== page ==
Category: Cristie Kerr

November 16, 2012

Truth & Rumors: Cristie Kerr says caddying for Corey Pavin helped her game

Posted at 1:18 PM by Samantha Glover

Less than a week after caddying for Corey Pavin at the Charles Schwab Cup Championship, Cristie Kerr won the Lorena Ochoa Invitational. Kerr is back in the hunt again this week after an opening 67 at the CME Group Titleholders in Naples. Turns out Kerr's brief time as a caddie gave her game a boost.

According to Randall Mell's Golf Talk Central report, Pavin stayed with Kerr and her husband Erik Stevens at their Scottsdale, Ariz., home during the tournament. Kerr, the ideal caddy for Pavin because of her familiarity with the course, picked up his bag for the last four holes of the third round. He birdied three of them.

Kerr's stint as a caddy wasn't just good for Pavin, but gave Kerr a new perspective for when she played.

“I didn’t really appreciate what caddies go through,” Kerr said. “I got a new perspective with that, and I think it gave me a little more patience with myself.”


November 12, 2012

Tweets of the Week: Manssero's win, McIlroy's cash, Lewis's prize and the Golf Boys return

Posted at 12:51 PM by Samantha Glover

Matteo Manassero won Barclays Singapore Open, and Rory McIlroy clinched the European money title:


Cristie Kerr ended a slump, and Stacy Lewis ended an American POY drought:

PGA and LPGA players thanked those who have served:

Ben Crane, Rickie Fowler, Hunter Mahan and Bubba Watson on the return of Golf Boys:

October 15, 2012

Tweets of the Week: Phil Mickelson Q&A, Justin Rose wins in Turkey, and more

Posted at 1:13 PM by

Phil Mickelson answered questions from his fans:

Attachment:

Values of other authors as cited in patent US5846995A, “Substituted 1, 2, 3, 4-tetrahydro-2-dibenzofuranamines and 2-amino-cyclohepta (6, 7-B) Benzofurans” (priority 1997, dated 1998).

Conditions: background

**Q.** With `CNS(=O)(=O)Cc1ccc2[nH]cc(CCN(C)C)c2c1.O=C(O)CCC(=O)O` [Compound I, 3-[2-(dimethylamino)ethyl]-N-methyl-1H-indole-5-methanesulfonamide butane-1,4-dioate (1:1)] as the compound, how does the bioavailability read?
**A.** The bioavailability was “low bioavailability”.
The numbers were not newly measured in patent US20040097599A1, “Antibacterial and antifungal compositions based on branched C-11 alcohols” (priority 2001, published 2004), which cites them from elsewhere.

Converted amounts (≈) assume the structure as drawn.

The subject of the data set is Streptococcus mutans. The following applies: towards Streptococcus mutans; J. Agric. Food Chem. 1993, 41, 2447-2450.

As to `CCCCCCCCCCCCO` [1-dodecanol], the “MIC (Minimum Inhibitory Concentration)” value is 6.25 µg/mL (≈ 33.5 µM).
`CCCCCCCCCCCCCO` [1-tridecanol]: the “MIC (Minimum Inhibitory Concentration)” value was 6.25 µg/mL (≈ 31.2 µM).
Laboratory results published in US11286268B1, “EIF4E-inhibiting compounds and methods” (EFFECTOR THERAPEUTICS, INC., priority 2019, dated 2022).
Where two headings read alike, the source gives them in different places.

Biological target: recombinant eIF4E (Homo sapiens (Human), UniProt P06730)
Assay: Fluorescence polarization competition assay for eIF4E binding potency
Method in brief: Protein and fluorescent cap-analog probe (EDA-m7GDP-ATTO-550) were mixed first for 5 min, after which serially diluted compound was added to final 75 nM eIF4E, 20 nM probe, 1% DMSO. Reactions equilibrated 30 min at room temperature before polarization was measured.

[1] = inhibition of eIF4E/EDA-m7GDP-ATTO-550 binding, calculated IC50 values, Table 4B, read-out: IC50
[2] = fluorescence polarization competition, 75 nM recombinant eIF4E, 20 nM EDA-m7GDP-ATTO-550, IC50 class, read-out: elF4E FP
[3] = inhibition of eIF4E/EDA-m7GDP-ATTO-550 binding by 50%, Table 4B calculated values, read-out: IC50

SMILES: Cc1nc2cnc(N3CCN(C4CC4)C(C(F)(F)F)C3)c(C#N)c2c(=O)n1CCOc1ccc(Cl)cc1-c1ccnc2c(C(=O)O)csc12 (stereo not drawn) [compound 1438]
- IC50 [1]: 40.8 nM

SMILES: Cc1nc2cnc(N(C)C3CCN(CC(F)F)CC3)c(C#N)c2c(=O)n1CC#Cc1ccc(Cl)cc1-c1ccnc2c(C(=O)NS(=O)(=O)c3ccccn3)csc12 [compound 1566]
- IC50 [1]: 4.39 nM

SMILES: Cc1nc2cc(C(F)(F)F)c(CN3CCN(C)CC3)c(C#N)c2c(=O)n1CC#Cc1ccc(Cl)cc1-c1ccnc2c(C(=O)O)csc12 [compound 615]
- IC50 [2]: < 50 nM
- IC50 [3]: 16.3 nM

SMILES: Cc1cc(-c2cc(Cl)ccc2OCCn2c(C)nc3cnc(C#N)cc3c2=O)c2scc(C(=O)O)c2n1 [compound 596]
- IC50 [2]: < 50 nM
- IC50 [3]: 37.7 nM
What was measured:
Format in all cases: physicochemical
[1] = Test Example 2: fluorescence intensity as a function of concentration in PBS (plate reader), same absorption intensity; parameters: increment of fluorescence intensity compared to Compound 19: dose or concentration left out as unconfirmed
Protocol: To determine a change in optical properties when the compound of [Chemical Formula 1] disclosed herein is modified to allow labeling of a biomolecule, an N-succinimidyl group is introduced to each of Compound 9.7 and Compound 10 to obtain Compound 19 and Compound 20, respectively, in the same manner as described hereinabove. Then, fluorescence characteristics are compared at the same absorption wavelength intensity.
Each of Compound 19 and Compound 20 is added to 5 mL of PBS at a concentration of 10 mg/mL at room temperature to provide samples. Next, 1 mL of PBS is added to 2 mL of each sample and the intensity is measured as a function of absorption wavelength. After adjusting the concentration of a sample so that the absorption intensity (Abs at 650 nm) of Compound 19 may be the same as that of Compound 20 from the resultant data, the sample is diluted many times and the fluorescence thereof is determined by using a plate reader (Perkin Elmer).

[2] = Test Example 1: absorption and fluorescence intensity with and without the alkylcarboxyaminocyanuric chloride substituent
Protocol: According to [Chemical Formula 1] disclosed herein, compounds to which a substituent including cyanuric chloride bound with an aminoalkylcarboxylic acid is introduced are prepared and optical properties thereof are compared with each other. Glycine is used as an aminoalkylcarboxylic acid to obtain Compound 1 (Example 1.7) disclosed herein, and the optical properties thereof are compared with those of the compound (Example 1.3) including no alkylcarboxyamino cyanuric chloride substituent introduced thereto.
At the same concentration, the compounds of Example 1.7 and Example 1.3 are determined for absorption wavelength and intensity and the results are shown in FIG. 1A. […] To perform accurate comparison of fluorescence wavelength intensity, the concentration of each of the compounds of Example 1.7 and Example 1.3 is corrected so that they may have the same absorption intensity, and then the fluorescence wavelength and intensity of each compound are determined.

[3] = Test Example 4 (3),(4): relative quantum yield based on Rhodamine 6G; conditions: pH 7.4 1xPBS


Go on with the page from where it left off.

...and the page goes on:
Christine Kim and Brittany Lincicome feuded via Twitter:

The tweets that sparked it all:

Things heated up as fans took to both golfers' sides, eventually resulting in explanations/apologies from both Kim and Lincicome:

Jonas Blixt, Shane Lowry, Inbee Park and Justin Rose won tournaments:

Cristie Kerr, Annika Sorenstam, and Michelle Wie celebrated birthdays:

The Vice Presidential debate sparked strong feelings from golfers:

July 12, 2012

Truth & Rumors: Bubba Watson, Cristie Kerr win Best Golfer ESPY Awards

Posted at 1:15 PM by Mark Dee

Ah, the ESPY Awards. That annual celebration of sporting excellence, humble deferral to teammates ("you know, without them none of this would be possible...), and slick montages set to dramatic modern rock. The People's Choice Awards, except for sports.

Golf, in its capacity as a professional sport, gets some play each year. And this year, your choices for Best Golfer are...(drum roll for those who didn't read the title)...Bubba Watson and Cristie Kerr! Congrats.

Watson was also up for best moment, but lost out to Tim Tebow, who won for his overtime TD pass to knock Pittsburgh out of the NFL Playoffs. Fair is fair, I guess: Bubba won Tebow's charity outing back in April.

Of course, the real entertainment was just inviting Watson to a formal event. Pretty sure the only jacket he owns is green. He did, though, add a little flair to his buttoned-up look, judging from this photo, via John Piazza at

Watson socks

Yes, he appears to be wearing golf shoes and green argyle socks. You can take a Bubba off the golf course...but he'll still dress like he's on it.

Trump Card
By the time Donald Trump played half of his new course in Scotland Tuesday, he had seen enough. Enough, that is, to declare Trump International the greatest of the thirty-odd thousand golf courses that pock the planet. According to the Scotsman:

After completing the first nine holes with George O'Grady and Sandy Jones, the chief executives of the European Tour and the UK PGA respectively, Mr. Trump called it the "greatest golf course anywhere in the world".

"We're having a great time, the course is playing great and the weather has held up," he said. "Colin [Montgomerie] loves the course and he's playing really well, he's a great player and a great guy."